In 2003, the United States enacted a tax reform that reduced, but did not eliminate, individual dividend income taxes. Cutting the dividend tax deprives corporate insiders of a justification for retaining earnings to build unprofitable corporate empires. But not eliminating it entirely preserves an advantage for institutional investors, who can put pressure on underperforming managers. This balance is broadly appropriate in the United States—whose large companies are freestanding and widely held. In addition, preserving the existing tax on intercorporate dividends, in place since the Roosevelt era, discourages the pyramidal corporate groups commonplace in other countries, and preserves America's large corporate sector of free-standing widely held firms.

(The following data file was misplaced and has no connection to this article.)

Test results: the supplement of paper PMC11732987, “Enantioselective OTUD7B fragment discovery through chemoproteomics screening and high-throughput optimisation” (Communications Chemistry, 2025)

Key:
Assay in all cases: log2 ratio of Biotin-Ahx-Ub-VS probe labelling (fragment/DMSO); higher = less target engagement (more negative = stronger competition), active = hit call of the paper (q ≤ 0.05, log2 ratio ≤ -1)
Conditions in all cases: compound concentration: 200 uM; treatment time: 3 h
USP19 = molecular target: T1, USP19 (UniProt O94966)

"Dividend Taxation and Corporate Governance."
Journal of Economic Perspectives,